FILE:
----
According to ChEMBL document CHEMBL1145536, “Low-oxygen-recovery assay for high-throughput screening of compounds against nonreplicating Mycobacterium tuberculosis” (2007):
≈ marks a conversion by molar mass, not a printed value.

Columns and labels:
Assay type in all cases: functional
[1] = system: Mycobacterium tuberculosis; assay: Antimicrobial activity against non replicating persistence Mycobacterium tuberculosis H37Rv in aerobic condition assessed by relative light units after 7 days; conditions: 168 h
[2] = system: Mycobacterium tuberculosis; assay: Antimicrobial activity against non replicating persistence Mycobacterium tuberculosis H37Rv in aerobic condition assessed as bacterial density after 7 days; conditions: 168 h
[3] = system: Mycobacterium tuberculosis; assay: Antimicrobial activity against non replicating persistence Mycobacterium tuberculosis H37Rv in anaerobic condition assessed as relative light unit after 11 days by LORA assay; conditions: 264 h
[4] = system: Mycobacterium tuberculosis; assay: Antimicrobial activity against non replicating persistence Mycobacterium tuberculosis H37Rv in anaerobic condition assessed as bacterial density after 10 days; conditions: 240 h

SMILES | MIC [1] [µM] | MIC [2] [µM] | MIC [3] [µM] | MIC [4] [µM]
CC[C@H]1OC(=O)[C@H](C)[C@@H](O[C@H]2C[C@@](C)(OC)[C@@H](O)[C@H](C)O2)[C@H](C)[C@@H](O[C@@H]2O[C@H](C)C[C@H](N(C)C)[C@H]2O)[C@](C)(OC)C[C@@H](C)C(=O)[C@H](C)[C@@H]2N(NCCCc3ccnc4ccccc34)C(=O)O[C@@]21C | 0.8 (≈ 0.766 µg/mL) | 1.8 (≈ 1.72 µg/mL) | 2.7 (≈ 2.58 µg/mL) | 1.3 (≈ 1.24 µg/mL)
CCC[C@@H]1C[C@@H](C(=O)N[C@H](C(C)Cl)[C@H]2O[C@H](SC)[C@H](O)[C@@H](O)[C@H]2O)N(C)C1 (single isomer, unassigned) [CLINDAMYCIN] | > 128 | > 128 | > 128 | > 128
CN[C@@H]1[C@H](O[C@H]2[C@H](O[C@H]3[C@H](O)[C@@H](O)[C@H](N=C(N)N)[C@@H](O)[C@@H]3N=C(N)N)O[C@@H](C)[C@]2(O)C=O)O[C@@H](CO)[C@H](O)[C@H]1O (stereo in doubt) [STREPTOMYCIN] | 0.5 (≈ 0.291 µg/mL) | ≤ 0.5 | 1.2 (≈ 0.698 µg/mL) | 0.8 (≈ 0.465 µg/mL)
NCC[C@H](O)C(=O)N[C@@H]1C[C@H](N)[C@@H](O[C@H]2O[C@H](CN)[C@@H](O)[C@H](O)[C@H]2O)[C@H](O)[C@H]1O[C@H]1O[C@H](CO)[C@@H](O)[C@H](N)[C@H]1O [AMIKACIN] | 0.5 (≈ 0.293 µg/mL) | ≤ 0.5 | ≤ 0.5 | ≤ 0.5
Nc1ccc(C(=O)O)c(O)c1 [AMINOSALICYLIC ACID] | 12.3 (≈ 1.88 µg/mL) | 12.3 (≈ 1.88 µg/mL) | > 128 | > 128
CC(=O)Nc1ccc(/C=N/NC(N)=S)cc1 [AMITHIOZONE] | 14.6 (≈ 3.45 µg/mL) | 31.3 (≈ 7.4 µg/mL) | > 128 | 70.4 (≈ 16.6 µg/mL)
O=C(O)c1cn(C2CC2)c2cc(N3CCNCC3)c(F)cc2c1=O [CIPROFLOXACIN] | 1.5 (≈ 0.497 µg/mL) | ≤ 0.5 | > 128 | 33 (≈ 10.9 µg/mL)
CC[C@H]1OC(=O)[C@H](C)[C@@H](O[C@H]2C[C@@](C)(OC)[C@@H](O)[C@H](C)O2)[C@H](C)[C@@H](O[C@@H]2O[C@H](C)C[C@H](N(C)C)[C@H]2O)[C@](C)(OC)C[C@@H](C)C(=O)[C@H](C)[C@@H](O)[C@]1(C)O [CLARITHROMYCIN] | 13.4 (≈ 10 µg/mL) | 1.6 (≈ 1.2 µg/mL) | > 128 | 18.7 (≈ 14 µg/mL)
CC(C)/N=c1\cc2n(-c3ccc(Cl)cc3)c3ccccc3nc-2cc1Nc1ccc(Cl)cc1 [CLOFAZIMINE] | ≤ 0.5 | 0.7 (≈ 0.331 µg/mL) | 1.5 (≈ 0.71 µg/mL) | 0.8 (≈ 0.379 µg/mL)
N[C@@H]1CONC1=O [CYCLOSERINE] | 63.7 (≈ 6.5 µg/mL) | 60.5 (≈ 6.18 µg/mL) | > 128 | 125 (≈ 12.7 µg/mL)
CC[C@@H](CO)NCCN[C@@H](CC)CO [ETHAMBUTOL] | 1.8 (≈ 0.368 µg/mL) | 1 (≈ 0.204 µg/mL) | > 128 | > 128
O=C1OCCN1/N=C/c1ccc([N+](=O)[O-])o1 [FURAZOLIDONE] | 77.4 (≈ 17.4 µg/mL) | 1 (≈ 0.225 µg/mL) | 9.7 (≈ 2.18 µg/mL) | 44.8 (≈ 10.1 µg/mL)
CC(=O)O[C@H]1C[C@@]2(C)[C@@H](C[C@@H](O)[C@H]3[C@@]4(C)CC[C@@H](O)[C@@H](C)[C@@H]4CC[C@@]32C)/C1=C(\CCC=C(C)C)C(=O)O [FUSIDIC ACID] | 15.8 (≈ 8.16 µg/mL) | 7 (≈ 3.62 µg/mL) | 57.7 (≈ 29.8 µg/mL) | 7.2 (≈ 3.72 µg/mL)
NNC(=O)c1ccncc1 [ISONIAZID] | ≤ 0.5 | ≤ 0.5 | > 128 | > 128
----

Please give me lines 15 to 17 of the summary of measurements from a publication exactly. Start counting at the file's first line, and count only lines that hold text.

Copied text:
CC(=O)Nc1ccc(/C=N/NC(N)=S)cc1 [AMITHIOZONE] | 14.6 (≈ 3.45 µg/mL) | 31.3 (≈ 7.4 µg/mL) | > 128 | 70.4 (≈ 16.6 µg/mL)
O=C(O)c1cn(C2CC2)c2cc(N3CCNCC3)c(F)cc2c1=O [CIPROFLOXACIN] | 1.5 (≈ 0.497 µg/mL) | ≤ 0.5 | > 128 | 33 (≈ 10.9 µg/mL)
CC[C@H]1OC(=O)[C@H](C)[C@@H](O[C@H]2C[C@@](C)(OC)[C@@H](O)[C@H](C)O2)[C@H](C)[C@@H](O[C@@H]2O[C@H](C)C[C@H](N(C)C)[C@H]2O)[C@](C)(OC)C[C@@H](C)C(=O)[C@H](C)[C@@H](O)[C@]1(C)O [CLARITHROMYCIN] | 13.4 (≈ 10 µg/mL) | 1.6 (≈ 1.2 µg/mL) | > 128 | 18.7 (≈ 14 µg/mL)